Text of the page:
Online sleuths: why are we obsessed with true crime?

Battle of Ideas festival 2023, Saturday 28 October, Church House, London


The true-crime genre is a huge phenomenon. When news of Nicola Bulley’s disappearance in Lancashire went public earlier this year, online sleuths began filming and podcasting their own investigations around the crime scene. The popularity of podcasts like Serial or shows like Making a Murderer, which follow real cases, have inspired appeals and even overturned convictions.

Murder mysteries and crime fiction have long been popular. But instead of watching Columbo or reading your favourite Agatha Christie, the popularity of true crime seems to be centred around the ‘true’. Netflix is saturated with documentaries investigating the inner workings of humanity’s worst individuals. Millions of people indulge in tales of Fred West, the ‘Tiger King’ or Myra Hindley.

Some argue that our true-crime addiction is nothing more than a modern-day appreciation of a good whodunnit. Many fans of the genre favour stories of cold cases or wrongful convictions. Contrary to a morbid fascination with murder, some argue that raising awareness of such cases has led to corrections of justice. The Australian’s podcast The Teachers’ Pet was cited as helping to convict Chris Dawson for the murder of his wife Lynette. The podcast was so popular that it was taken down in case it unfairly influenced potential jurors and witnesses.

On the other hand, an obsession with true crime can blur the boundaries between fact and fiction. As it turned out, conspiratorial hypotheses about Bulley’s disappearance and police corruption turned out to be untrue, and many criticised true-crime fans for turning a tragic accident into a spectacle.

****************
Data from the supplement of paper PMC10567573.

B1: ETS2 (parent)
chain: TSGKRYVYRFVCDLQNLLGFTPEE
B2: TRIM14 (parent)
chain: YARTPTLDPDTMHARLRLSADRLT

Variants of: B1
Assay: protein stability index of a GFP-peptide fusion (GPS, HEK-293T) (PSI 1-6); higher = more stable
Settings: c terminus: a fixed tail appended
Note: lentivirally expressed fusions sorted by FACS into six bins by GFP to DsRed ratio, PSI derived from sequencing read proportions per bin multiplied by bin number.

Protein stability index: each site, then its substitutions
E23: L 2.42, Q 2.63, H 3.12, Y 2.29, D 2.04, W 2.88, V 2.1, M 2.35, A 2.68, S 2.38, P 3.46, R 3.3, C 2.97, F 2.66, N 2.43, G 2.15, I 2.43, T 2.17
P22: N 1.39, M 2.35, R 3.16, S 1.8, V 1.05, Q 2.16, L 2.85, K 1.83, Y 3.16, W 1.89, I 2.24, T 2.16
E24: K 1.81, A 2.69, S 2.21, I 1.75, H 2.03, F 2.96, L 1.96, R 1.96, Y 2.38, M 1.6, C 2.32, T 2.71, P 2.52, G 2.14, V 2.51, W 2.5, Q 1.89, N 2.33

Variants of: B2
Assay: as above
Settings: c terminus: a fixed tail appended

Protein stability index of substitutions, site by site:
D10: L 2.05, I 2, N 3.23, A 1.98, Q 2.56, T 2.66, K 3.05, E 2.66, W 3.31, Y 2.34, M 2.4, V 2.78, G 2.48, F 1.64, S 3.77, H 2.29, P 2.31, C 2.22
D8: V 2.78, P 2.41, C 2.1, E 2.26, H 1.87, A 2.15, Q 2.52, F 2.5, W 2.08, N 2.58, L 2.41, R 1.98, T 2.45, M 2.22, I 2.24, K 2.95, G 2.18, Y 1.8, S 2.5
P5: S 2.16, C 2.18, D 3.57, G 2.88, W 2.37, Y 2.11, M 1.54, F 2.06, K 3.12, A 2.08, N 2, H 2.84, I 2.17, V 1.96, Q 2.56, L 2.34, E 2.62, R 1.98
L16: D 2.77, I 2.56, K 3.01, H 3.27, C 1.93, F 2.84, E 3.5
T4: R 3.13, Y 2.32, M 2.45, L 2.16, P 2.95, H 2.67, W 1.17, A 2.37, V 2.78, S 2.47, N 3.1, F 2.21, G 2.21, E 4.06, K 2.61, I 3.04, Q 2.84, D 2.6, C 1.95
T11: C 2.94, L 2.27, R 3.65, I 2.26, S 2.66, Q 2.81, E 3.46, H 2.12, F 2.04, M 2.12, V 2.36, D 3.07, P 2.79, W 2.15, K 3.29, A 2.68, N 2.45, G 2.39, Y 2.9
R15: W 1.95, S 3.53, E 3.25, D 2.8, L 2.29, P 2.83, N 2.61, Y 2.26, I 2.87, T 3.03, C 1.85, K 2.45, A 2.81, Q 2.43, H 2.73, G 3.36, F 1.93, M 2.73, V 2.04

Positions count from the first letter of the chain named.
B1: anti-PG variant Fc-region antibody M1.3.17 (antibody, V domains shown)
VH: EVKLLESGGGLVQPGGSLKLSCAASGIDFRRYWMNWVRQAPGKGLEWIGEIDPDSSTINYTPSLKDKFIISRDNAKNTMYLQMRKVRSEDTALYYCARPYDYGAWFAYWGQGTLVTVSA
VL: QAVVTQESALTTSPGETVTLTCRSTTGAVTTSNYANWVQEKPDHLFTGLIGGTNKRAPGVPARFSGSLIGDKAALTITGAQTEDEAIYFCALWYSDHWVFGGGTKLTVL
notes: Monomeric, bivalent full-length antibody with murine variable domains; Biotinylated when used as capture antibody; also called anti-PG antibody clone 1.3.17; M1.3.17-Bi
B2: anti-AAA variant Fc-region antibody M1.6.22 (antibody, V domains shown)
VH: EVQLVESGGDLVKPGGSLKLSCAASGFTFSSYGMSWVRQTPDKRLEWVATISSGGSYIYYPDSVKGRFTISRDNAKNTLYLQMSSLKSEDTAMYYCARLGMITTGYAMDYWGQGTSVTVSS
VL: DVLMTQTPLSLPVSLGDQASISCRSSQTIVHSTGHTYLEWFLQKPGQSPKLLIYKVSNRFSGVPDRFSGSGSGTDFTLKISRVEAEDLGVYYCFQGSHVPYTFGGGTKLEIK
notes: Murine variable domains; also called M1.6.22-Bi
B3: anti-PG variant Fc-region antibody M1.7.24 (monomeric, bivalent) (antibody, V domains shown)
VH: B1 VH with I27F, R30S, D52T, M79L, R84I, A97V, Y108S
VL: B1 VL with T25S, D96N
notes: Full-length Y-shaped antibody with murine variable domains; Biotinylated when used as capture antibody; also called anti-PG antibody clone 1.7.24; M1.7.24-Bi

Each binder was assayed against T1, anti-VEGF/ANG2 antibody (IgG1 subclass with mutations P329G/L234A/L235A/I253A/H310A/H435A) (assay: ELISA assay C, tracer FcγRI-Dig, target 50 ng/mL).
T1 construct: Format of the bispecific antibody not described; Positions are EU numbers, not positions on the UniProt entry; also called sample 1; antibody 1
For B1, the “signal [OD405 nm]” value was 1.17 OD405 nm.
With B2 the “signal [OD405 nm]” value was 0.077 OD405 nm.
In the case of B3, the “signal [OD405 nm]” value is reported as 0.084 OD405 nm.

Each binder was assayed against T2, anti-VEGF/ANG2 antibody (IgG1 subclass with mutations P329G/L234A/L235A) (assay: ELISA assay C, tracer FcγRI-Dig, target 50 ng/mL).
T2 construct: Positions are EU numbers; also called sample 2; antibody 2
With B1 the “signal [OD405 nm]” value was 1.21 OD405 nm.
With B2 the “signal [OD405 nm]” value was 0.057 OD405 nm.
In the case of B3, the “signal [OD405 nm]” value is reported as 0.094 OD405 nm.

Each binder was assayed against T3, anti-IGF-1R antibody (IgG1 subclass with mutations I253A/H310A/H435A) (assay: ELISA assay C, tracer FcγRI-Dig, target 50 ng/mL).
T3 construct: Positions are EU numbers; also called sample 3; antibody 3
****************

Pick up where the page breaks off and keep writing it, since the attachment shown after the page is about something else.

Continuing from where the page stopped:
Does the popularity of true crime simply represent the latest chapter in humanity’s obsession with the macabre? Are we becoming desensitised to immorality by turning criminality into conspicuous consumption? Or is our fascination with the darker side of life a sign of our complex humanity? And if we all become armchair detectives, what are the consequences for law and order?

Sue Cook
broadcaster and novelist; former presenter of Out of Court, and CrimewatchUK, BBC TV

Dr Ruth Dudley Edwards
journalist; historian; crime novelist; broadcaster; awards include the Crime Writers’ Association Non-Fiction Gold Dagger for Aftermath: The Omagh Bombing and the Families’ Pursuit of Justice

Luke Gittos
criminal lawyer; author, Human Rights – Illusory Freedom; director, Freedom Law Clinic

Graham Wettone
retired police officer; author, How to be a Police Officer; policing commentator

Max Sanderson
senior editor, audio, Guardian